A Somali youth can make $10,000 per trip, as opposed to the average yearly income at less than $600. The Piracy business is booming, small towns are being created, and some members of the local authority are making money to finance their legitimacy.”
Washington, DC (PRWEB) April 17, 2012
Somali native and U.S. African Chamber of Commerce (USACC) President Martin Mohammed is calling for an urgent solution to Somali Piracy, which directly affects the Somali people and creates an international trade roadblock. Somali Piracy has contributed to a drastic food shortage, resulting in the death of thousands of Somalis. Piracy in the nation has also created the need for High Risk Management Insurance for vessels traveling in the Indian Ocean.
Other issues directly resulting from Somali Piracy include kidnapping and subsequent ransom payments to Somali groups and international financiers. These financiers may be connected to unknown groups that could create even more damage in the future. Double Piracy of the Somali Republic is also a critical issue demanding attention, including over-fishing by European companies operating with huge shipping factories that have the ability to package for next-day market delivery. The dumping of chemical and nuclear waste is also a serious issue affecting Somalia and international trade.
“The lack of international solutions with respect to international law in the Somali Nation is stunning,” said USACC President Martin Mohammed. The USACC, headquartered in Washington, D.C., fosters African economic development to create and sustain prosperity and strengthen America. The organization also promotes international trade between African businesses in the United States and the African Continent. “Piracy today has become the best-paying job and the only significant opportunity in Somalia,” Mohammed continued. “A Somali youth can make $10,000 per trip, as opposed to the average yearly income at less than $600. The Piracy business is booming, small towns are being created, and some members of the local authority are making money to finance their legitimacy.”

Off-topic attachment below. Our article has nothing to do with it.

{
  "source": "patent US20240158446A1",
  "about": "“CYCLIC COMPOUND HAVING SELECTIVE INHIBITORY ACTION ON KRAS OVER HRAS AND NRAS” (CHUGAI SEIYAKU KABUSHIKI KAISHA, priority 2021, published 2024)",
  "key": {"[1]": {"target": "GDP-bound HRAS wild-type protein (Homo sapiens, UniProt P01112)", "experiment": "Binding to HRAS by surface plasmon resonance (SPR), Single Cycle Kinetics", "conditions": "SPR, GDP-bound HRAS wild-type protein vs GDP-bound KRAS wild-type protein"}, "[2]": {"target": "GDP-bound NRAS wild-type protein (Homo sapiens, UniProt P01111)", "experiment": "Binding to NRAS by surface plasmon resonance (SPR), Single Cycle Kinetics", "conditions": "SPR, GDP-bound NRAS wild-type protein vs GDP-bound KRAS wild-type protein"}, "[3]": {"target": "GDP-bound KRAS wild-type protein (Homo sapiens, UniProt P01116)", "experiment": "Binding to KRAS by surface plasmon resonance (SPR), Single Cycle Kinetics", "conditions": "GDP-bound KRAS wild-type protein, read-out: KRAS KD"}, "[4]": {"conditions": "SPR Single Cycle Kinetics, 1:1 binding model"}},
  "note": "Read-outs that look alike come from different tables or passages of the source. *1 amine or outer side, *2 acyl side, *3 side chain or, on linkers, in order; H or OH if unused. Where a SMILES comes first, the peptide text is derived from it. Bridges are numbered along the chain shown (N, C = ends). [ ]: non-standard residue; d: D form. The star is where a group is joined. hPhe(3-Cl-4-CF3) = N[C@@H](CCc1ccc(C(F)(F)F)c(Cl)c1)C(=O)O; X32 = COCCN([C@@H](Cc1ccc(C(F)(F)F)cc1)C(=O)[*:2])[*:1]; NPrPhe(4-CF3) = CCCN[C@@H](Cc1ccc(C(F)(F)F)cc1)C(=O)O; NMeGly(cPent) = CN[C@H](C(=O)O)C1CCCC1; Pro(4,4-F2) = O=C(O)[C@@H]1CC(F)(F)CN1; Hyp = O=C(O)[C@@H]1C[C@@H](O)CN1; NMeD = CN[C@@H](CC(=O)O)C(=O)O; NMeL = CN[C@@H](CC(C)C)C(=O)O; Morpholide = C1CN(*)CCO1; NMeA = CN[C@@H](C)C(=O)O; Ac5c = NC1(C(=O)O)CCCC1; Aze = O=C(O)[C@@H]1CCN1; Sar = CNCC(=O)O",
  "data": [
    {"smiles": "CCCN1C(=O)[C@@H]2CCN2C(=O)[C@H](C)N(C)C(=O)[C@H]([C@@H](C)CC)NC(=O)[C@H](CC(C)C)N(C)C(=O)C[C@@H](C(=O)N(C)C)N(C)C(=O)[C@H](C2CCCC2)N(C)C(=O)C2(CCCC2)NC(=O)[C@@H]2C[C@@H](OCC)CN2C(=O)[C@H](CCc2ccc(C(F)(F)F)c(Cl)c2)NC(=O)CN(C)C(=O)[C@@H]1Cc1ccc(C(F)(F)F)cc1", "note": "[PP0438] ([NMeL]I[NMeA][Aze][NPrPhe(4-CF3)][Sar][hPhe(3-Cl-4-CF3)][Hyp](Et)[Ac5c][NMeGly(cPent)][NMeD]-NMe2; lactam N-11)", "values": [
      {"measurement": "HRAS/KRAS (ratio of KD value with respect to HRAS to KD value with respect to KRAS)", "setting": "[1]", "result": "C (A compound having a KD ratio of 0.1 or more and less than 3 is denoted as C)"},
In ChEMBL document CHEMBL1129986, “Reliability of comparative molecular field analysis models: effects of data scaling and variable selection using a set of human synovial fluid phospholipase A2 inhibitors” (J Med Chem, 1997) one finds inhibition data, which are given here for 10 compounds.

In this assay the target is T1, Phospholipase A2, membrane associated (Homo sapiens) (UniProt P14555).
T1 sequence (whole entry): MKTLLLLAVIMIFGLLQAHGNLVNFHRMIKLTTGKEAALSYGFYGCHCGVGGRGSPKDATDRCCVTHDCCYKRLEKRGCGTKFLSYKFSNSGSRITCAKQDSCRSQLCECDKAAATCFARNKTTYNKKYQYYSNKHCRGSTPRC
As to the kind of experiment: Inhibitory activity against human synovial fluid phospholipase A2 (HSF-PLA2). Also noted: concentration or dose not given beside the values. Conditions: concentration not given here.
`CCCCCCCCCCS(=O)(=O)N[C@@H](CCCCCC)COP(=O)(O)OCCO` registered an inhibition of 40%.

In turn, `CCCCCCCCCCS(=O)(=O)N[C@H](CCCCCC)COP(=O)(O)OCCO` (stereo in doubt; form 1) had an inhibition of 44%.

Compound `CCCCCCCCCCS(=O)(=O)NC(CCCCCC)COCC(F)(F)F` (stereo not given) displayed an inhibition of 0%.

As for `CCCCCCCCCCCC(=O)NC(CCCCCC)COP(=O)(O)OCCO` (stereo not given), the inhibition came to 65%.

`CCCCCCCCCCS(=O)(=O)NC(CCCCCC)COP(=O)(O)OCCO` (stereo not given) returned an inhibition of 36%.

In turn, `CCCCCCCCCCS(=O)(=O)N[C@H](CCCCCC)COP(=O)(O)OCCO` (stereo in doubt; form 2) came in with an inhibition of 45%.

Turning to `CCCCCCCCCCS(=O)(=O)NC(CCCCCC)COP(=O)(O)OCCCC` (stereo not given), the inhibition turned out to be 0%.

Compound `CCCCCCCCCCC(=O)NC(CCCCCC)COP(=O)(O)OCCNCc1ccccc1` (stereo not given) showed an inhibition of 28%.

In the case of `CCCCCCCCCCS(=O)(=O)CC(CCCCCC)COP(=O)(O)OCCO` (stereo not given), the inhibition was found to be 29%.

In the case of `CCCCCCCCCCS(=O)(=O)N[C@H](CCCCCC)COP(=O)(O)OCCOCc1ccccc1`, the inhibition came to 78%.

The solution to Somali Piracy, according to Mohammed, should include a broad land- and ocean-based group within which the Somali people play a significant and important role. Also, the local fishermen must be empowered to fight against Piracy and find a way to protect their livelihood: fishing. The international community must partner with the local Somali authorities to prosecute individuals and organized groups who engage in piracy, and there must be economic development alternatives for Somali youth along the coastline.
Mr. Mohammed would like to bring attention to the issue of Somali Piracy, as well as potential solutions, by engaging the international Media Community. By bringing to light and sharing accurate information about Somalia Piracy, only then can solutions begin. Mr. Mohammed can speak to such issues as who is pirating in and around Somalia, why it is happing, who is benefiting from it, and how international continental trade agreements are being jeopardized.
For the Media Community interested in interviewing Mr. Mohammed, who is based in Washington, D.C., please call 202-361-1891 or e-mail firstname.lastname@example.org.
About the USACC: The U.S. African Chamber of Commerce (USACC) fosters African Economic Development to create and sustain prosperity and strengthen America. The USACC’s mission is accomplished by implementing and strengthening national programs that assist the economic development of African firms; increasing business relationships and partnerships between the corporate sector and African-owned businesses; promoting international trade between African businesses in the United States and African Continent; monitoring legislation, policies and programs that affect the African business community; and providing technical assistance to African business associations and entrepreneurs.
For Media Requests, Contact:
Martin Mohammed, President
U.S. African Chamber of Commerce